Molly nodded with her soldier face, not happy or mad or sad, just ready. The car didn’t turn on our street but continued out of sight.
“We can’t let any cars come down our street or they’ll get us!” I said.
She nodded, still with her soldier face.
Another car came down the street across the park.
“Ready to fire”, she said, her voice was cold and steady.
“Fire!” I said.
Molly made another cannon noise. “Got it!” she said.
This time the car did not disappear behind the houses, but turned on the street next to ours, still heading towards us.
“Oh no! Get ready to shoot again!” My voice was excited. My pretend captain wasn’t cold and steady like Molly’s cannon shooter.
“Getting ready”, she said, her hands moving fast. The car came up to our street.
“Fire! I said.
Molly made a third connon noise. The car turned on our street and drove between Molly’s house and mine.
“Oh no!” she said, “They’re firing!”
She made a big explosion noise and threw herself backward from where she was sitting to the floor behind her. I did the same.
“We’re wounded”, she said, “But we have to keep shooting!”
The pretend game continued with each car that we saw. With each wound we got we needed even more courage to keep shooting our cannon. We even tried to fix each other’s wounds, but it was never enough. Finally the end came.
“I can’t… do it anymore… sorry captain!” She closed her eyes and let her head fall to the side and she was dead.
“You tried your best!” I said, like I was so wounded I could barely talk anymore, and I closed my eyes and I was dead too, lying right next to her. Though I was dead I could still smell her hair, which smelled like plants. We lay there next to each other, dead. No one else knew what we had tried to do to stop the badguys, but we were still heroes.
Molly finally got up, and sat in one of the big puffy chairs.
“Let’s pretend we’re grownups!” she said. I got up and sat in the chair across from her.
“Okay”, I nodded. We hadn’t pretended that before, and she could tell in my eyes that I wasn’t sure how to do that, even though I had done a lot of watching and listening to mom and dad, her mom and dad, and other grownups.
She kind of held her shoulders stiff and pushed her lips together like she was sucking on a straw.
“I must tell you Coob”, she said, putting her chin on her open hand and looking into my eyes, “That was such a storm at the stadium! Don’t you think so?”
I just nodded, still trying to figure out what I could do to act like a grownup.
Molly looked at me like I wasn’t trying hard enough. I didn’t want her to think that about me.
“Oh my god, yes it was!” I said, rolling my head around, “All those lightnings!”
“Oh yes”, she said, nodding slowly more like a grownup would, and then in a different deeper voice like my dad or hers, “Scared crap out of me!”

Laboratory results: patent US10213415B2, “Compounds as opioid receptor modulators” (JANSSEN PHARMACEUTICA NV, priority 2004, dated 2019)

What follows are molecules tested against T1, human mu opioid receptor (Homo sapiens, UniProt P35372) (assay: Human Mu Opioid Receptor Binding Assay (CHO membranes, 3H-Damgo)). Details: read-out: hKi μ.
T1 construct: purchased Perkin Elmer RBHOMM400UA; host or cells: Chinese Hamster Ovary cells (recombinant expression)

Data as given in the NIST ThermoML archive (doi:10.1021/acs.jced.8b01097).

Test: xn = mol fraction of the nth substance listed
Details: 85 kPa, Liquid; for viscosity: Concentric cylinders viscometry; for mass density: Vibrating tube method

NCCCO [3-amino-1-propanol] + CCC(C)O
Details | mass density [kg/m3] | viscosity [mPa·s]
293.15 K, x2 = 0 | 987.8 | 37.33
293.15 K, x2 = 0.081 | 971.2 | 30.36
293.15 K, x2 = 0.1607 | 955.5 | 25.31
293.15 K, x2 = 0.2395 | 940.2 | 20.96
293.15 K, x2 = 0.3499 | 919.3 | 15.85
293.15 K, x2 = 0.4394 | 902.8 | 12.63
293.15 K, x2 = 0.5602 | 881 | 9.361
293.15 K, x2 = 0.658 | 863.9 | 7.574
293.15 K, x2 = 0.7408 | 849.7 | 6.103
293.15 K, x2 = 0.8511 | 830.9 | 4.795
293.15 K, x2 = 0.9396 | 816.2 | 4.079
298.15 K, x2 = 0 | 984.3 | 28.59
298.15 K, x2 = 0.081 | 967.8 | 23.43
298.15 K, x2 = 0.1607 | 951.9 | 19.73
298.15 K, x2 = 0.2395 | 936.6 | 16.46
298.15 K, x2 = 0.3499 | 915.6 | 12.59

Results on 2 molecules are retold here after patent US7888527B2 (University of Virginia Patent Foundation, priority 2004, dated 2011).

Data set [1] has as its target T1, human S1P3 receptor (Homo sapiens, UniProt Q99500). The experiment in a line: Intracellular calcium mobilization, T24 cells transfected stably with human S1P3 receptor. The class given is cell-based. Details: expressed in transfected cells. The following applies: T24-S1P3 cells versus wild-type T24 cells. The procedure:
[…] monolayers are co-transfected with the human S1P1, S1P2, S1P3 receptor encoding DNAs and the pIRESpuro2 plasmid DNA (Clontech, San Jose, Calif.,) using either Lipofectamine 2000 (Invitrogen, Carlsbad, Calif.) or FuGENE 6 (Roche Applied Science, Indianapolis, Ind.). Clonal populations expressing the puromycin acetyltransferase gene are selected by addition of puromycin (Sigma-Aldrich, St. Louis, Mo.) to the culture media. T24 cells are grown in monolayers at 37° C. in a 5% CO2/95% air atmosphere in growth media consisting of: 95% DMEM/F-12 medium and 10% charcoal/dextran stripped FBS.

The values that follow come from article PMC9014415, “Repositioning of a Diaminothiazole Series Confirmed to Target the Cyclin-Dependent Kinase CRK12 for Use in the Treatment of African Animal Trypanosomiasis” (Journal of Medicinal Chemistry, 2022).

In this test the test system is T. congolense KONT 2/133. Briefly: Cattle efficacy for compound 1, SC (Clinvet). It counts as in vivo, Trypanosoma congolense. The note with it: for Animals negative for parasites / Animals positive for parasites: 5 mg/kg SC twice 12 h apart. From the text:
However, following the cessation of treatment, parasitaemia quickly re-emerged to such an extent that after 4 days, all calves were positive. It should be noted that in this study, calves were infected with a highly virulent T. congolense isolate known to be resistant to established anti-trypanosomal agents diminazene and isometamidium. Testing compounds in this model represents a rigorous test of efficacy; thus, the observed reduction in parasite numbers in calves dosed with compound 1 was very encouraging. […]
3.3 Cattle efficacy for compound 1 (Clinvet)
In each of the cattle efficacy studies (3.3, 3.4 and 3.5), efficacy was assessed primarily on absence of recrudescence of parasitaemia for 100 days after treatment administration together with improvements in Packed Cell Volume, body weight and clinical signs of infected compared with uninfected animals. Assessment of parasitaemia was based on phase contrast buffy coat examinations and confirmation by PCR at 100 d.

Seeing the look in her eyes and remembering her scream, I got pulled into the pretend.
“Oh Molly!” I tried to put a lot of feelings in it, like I remembered mom saying to dad when he told her about something bad that had happened to him.
I could see Molly was also pulled into this part of the pretending. “Oh Coob! Oh Coob!” She said it a little different, like she wanted something that she couldn’t get.
“Oh Molly! Oh Molly!” I said it like I had heard mom and dad say it to each other in their bedroom one night when I couldn’t sleep. I looked at her eyes and she looked back at mine.
As I kept looking deeper into her eyes, I could see she was doing the same to me. As we kept our eyes that way for a long time, the room around her began to turn fuzzy and gray like it wasn’t really there anymore. There were only her eyes. I remembered being on the merry-go-round with her when something like this happened before. She put her thumb between her teeth and I could tell she had to say something.
“Did you see that too?” she asked, “The room went away.”
I nodded. “I didn’t see it anymore. Just your eyes.”
“I know”, she said, “Let’s do it again, even harder!”
I wasn’t sure how I could look at her harder, but I nodded and figured I would try to do whatever she was doing.
Her eyes met mine with a fierce look this time, like I had seen in some dogs’ eyes when they growled at me, or in a picture of a real tiger in one of dad’s books. She was so fierce it was almost scary, but I knew it was her behind the look, so I wasn’t really scared. My eyes still looking at hers, I tried to look back in a fierce way myself. I tried to pretend I was really angry. I could see her see my angry look and she tried to look angry back at me.
It looked like she was trying so hard to look angry, she really was looking more silly, and I couldn’t stop myself from starting to laugh a little. My laugh made her laugh, really hard, so much so that she let her body roll off the side of the chair onto the floor as she did. Falling off the chair made her laugh harder. I loved the way she liked to throw her body around, and the joy in her laugh as she lay there on the floor, arms and legs spread.
I tried to do something silly. I put my hands on either side of my face, looked up, and slowly shook my head back and forth, like I’d seen dad do when he was looking at the typewriter with a piece of paper in it but not knowing what to type. It worked. Molly laughed at my funny face and that made me feel good like a clown. I let my own body tumble off the side of my chair like she had done. Even when we both stopped laughing we continued to lay there on the floor. Neither of us said anything. There didn’t need to be anything that was next. It felt good just being there together, in Molly’s secret attic pirate fort, above the world of the grownups, where they usually looked down at us.